That is the only word to describe the state’s decision this week to raise insurance premiums on state employees instead of choosing to tap into the board’s reserves for next year.
It would be one thing if this were a small increase or if there were no other options. But this is not a small increase we are talking about. This decision will raise premiums for state employees, and increase co-pays by 43 percent!
Additionally, this decision added new charges, such as a new monthly spousal surcharge of $50, and increased the co-pay for vital health services like outpatient surgery and emergency room services.
By raising these costs, the Republicans are, in effect, raising taxes on law enforcement officers, firefighters, the people who run our courts and government agencies like Medicaid, and other public servants. This has happened because of rising health care costs and disastrous mismanagement of our state government by the Republican Supermajority in Montgomery.
The real shame is that most of this could have been avoided.
It is no secret that the Republican Supermajority in Montgomery has targeted state employees over the past three years. Since taking over the legislature, Republicans have cut pay for public employees by 2.5 percent on top of being passed over for a cost-of-living pay increase (which is another 7.5 percent pay cut) and eliminated the DROP program that kept experienced administrators and public servants in office.
Two years ago, the Republicans in Montgomery tried to remove public employees representation from the board that oversees their retirement funds. Fortunately, that effort failed.
Over the past three years, Republicans have eliminated 3,000 state employees jobs and left our government in such disarray that even Judge Roy Moore, by no means a liberal man, has publicly said that without more funding, our judicial system could loose 300 more employees and endanger our courts’ ability to continue operating.
Republican leaders bragged about these lost jobs and called it “rightsizing” state government. But the truth is that the loss of these jobs is part of the reason our insurance costs have gone up.
For more than 20 years, I have made my living in the insurance business. And the way insurance works is that costs go down when more people participate, and they go up when fewer people participate in the system.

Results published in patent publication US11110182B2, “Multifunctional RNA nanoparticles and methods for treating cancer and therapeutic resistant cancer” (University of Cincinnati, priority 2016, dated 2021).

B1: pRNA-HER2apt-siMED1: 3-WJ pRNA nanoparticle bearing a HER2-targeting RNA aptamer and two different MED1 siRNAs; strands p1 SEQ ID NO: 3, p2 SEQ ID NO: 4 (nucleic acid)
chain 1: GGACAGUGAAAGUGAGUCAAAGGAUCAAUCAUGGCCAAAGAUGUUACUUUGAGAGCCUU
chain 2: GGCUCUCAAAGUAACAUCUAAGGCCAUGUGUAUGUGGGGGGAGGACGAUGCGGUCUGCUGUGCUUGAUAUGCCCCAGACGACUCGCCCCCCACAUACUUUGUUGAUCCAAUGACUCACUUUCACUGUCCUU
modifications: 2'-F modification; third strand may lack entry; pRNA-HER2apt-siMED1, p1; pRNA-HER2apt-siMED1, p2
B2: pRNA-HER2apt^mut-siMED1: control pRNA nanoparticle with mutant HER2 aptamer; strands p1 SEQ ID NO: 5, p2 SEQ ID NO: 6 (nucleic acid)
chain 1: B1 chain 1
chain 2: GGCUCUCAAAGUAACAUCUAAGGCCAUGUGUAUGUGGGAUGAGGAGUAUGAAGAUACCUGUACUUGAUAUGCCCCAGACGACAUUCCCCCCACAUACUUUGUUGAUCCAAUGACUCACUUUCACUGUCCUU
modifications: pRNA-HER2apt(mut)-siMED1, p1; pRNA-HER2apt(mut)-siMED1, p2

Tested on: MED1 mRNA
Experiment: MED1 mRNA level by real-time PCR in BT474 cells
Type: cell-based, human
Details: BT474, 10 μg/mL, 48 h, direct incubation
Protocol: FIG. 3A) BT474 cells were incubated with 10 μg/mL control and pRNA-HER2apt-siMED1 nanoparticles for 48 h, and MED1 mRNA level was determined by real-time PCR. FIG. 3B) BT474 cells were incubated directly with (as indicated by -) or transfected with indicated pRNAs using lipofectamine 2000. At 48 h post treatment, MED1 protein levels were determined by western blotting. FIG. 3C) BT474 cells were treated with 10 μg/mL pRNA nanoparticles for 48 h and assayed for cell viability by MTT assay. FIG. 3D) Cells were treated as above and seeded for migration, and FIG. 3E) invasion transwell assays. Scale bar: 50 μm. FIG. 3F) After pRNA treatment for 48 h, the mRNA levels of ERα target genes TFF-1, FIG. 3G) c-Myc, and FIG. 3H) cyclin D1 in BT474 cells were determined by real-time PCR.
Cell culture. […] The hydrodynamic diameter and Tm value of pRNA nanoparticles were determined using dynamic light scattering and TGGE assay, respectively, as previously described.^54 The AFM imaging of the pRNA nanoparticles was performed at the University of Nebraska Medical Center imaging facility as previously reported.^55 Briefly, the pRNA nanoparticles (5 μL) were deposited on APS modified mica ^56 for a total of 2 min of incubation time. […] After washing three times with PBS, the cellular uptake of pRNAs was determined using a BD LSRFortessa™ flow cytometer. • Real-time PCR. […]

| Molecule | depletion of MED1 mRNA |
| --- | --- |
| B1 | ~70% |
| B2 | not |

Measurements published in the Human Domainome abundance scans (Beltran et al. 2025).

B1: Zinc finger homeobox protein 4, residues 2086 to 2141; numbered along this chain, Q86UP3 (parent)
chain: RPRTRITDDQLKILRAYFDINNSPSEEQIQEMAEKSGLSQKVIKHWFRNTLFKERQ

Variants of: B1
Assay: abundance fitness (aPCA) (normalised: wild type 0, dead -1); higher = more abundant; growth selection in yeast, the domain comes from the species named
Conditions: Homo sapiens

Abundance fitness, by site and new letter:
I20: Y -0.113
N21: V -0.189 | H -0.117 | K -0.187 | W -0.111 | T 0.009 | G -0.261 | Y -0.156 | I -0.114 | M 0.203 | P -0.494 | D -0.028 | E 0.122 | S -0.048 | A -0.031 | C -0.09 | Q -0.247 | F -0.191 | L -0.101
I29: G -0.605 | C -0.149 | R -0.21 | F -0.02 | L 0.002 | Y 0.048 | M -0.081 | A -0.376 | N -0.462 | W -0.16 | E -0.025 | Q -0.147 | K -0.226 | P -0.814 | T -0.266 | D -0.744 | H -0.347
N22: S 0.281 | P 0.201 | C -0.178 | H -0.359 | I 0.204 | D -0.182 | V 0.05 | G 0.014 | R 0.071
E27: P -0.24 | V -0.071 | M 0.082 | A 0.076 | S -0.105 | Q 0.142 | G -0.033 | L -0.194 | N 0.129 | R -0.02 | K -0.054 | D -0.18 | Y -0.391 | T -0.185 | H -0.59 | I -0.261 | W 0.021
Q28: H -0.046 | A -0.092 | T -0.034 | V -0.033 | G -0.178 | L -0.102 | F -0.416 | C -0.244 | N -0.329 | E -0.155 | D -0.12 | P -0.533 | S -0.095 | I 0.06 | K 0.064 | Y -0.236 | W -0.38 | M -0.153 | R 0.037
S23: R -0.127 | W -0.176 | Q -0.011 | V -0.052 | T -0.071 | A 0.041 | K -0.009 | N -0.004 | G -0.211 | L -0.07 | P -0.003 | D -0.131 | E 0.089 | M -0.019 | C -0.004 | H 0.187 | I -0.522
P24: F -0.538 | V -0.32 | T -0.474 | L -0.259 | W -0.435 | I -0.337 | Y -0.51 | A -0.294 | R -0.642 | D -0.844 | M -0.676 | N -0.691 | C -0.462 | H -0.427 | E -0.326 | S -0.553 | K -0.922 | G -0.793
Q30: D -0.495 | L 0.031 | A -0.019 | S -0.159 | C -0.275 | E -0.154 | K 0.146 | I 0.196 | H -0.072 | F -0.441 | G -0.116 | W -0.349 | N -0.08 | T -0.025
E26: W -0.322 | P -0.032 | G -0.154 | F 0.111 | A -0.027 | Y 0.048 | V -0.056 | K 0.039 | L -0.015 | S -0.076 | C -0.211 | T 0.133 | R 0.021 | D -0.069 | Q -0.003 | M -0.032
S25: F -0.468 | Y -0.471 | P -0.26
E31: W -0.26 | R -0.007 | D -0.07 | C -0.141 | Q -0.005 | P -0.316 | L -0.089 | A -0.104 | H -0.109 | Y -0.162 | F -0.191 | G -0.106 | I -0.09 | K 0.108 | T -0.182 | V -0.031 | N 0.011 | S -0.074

There are two reasons why this happens.
First, the more people you have participating in a system, the more the risks are spread out. Spreading out the risks lowers the expense to insurers and therefore lowers the costs to the consumer.
Secondly, more people participating in the system means more money being paid to the insurer, which lowers the expense to the insurer and, again, lowers the costs to the consumer.
But because Republican leaders have eliminated 3,000 jobs over the past three years, there are now 3,000 fewer people participating in the system. That means less money coming in and more risks being assumed by the insurer, and that equals higher costs.
So not only has the loss of these jobs hurt our economy (these 3,000 people cannot buy things from local businesses or invest their money if they don’t have a job), but now it is also impacting the costs of health insurance for the state and public employees.
But here’s another way of looking at this situation: raising health care premiums and co-pays for state employees and adding new fees and charges is the equivalent of a tax increase. And it comes after state employees have been passed over for a cost-of-living pay increase and even had their pay cut by 2.5 percent.
This could have been avoided. If state leaders had not eliminated these 3,000 jobs and the insurance board had chosen to tap into their reserves instead of raising rates, then we could have kept the costs down and spared these public servants from, in effect, a massive tax increase.
Once again, Republican leaders in Montgomery have chosen to target working families and public servants instead of doing what’s right. It is time for state leaders to take responsibility for their decisions and poor leadership.